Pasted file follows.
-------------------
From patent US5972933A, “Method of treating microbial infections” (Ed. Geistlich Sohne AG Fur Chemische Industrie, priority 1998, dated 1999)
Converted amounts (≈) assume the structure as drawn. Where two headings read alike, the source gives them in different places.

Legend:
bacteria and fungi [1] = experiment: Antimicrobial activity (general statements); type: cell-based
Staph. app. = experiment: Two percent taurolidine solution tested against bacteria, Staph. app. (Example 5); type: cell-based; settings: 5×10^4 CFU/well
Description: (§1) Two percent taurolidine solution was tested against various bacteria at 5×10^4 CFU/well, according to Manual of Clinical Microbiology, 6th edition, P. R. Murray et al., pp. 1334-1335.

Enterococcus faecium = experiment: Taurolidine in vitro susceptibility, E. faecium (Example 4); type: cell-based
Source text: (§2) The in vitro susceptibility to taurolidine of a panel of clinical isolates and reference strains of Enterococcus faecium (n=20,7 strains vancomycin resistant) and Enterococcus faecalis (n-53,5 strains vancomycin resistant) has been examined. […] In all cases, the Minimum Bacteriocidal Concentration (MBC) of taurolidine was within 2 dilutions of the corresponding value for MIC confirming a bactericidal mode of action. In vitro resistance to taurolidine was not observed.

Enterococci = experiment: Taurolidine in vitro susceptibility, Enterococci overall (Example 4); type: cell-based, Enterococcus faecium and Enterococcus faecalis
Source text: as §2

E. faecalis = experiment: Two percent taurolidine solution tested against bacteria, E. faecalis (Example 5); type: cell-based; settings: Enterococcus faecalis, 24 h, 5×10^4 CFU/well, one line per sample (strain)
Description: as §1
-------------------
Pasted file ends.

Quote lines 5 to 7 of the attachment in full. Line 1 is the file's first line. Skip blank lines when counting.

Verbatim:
Staph. app. = experiment: Two percent taurolidine solution tested against bacteria, Staph. app. (Example 5); type: cell-based; settings: 5×10^4 CFU/well
Description: (§1) Two percent taurolidine solution was tested against various bacteria at 5×10^4 CFU/well, according to Manual of Clinical Microbiology, 6th edition, P. R. Murray et al., pp. 1334-1335.

Enterococcus faecium = experiment: Taurolidine in vitro susceptibility, E. faecium (Example 4); type: cell-based